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ChainMap in Python

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In this article, we will explore the ChainMap container which is available in the collections module in Python.

Table of Contents:

  1. What is a Chain Map
  2. Creating a Chain Map
  3. Operations on Chain Map
  4. Iterating over a Chain Map
  5. Chain Map Complexity Analysis
  6. Applications of Chain Map
  7. Practice Questions

What is a Chain Map

Python's ChainMap container provides a way to group multiple dictionaries into one so that they appear as a single dictionary. We can perform all the operations on a ChainMap that we normally perform on a dictionary.

Internally, ChainMap creates a list of references to the original dictionaries.

chainmap in Python

Creating a ChainMap

In order to start using chain map, we must first import it from the collections module.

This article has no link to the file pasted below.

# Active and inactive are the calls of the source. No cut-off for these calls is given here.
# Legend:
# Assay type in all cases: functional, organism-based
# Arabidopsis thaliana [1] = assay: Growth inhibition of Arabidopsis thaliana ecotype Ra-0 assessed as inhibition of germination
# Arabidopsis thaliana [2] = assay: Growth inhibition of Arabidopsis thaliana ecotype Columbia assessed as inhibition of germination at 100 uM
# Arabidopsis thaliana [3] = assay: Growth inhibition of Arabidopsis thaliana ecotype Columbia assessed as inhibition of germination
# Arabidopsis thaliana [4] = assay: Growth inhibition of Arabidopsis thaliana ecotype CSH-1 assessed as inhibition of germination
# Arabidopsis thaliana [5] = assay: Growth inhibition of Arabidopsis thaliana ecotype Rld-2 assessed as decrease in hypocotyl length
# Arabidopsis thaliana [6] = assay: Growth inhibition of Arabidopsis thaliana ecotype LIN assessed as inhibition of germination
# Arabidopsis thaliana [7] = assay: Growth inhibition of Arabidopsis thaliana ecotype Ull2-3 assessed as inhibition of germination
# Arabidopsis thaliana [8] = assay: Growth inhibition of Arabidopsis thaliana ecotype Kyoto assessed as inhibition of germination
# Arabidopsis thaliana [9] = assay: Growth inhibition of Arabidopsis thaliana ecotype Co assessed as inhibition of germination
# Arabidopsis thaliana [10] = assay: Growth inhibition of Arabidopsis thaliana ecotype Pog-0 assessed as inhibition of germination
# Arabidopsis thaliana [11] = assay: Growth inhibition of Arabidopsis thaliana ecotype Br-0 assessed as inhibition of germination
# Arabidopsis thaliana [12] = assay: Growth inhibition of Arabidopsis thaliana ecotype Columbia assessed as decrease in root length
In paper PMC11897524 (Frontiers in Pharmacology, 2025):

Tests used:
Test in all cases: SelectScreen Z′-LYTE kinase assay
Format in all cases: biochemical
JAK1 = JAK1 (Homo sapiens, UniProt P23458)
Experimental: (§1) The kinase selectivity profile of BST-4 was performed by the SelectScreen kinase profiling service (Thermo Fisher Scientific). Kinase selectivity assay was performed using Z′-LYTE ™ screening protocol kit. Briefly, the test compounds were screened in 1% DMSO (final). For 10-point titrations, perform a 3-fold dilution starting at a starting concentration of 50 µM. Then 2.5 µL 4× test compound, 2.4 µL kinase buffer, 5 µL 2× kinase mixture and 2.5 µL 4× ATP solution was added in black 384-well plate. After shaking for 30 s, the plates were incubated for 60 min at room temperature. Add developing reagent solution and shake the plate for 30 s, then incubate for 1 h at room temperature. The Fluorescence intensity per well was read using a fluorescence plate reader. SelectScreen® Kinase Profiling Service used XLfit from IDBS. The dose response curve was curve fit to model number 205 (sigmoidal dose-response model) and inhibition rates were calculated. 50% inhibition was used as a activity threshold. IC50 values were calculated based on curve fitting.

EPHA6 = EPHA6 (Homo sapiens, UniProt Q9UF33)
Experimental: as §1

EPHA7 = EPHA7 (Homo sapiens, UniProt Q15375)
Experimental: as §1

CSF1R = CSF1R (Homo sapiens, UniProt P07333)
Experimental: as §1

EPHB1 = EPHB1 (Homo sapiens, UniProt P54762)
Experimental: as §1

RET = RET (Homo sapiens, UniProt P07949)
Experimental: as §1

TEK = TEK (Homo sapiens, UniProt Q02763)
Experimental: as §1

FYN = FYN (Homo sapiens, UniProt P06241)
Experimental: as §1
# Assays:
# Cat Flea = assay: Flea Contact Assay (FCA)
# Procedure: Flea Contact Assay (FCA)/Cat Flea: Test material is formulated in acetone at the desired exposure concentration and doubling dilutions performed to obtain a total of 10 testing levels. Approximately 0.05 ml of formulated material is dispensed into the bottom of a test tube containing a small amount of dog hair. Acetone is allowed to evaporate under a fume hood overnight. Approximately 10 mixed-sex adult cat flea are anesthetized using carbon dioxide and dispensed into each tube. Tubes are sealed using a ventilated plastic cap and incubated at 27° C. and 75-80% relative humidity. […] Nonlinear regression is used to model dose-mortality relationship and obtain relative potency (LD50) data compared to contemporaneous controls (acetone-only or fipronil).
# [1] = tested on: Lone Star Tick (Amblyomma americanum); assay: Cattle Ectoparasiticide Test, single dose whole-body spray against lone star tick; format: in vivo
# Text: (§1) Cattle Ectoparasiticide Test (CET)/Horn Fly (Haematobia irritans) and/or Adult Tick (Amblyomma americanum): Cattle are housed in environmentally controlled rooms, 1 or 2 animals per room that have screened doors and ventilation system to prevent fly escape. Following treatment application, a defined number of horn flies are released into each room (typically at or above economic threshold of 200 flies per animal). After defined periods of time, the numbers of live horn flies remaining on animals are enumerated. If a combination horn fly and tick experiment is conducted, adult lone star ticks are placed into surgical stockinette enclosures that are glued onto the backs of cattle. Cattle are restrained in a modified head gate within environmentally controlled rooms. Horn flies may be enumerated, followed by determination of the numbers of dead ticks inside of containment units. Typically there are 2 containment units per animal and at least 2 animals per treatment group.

from collections import ChainMap

Consider 2 dictionaries A and B. We can create a chain map as follows

A = { "pen" : 15, "eraser" : 22 }
B = { "marker" : 10 }

chain = ChainMap(A, B)

print(chain)

Output :

ChainMap({'pen': 15, 'eraser': 22}, {'marker': 10})

Operations on Chain Map

Accessing elements using keys

Once created you can access the elements of the ChainMap just like you would in a dictionary or using the .get() method of the ChainMap object.

print( chain["pen"] )
print( chain.get("marker") )

Output :

15
10

It is important to note that if the same key is present in multiple dictionaries that make up a ChainMap, you will only get the first occurrence of the key. This depends upon the order in which the dictionaries were passed during the creation of the ChainMap object.

A = { "pen" : 15, "eraser" : 22 }
B = { "marker" : 10, "eraser" : 40 }

chain = ChainMap(A, B)
print( chain["eraser"] )

Output :

22

Adding a new dictionary to Chain Map

Since ChainMap internally uses a list, you can use the .maps.append() method to add a dictionary to the end of the Chain.

A = { "pen" : 15, "eraser" : 22 }
B = { "marker" : 10, "eraser" : 40 }

chain = ChainMap(A, B)
print(chain)

C = { "chart" : 50 }

chain.maps.append(C)
print(chain)

Output

ChainMap({'pen': 15, 'eraser': 22}, {'marker': 10, 'eraser': 40})
ChainMap({'pen': 15, 'eraser': 22}, {'marker': 10, 'eraser': 40}, {'chart': 50})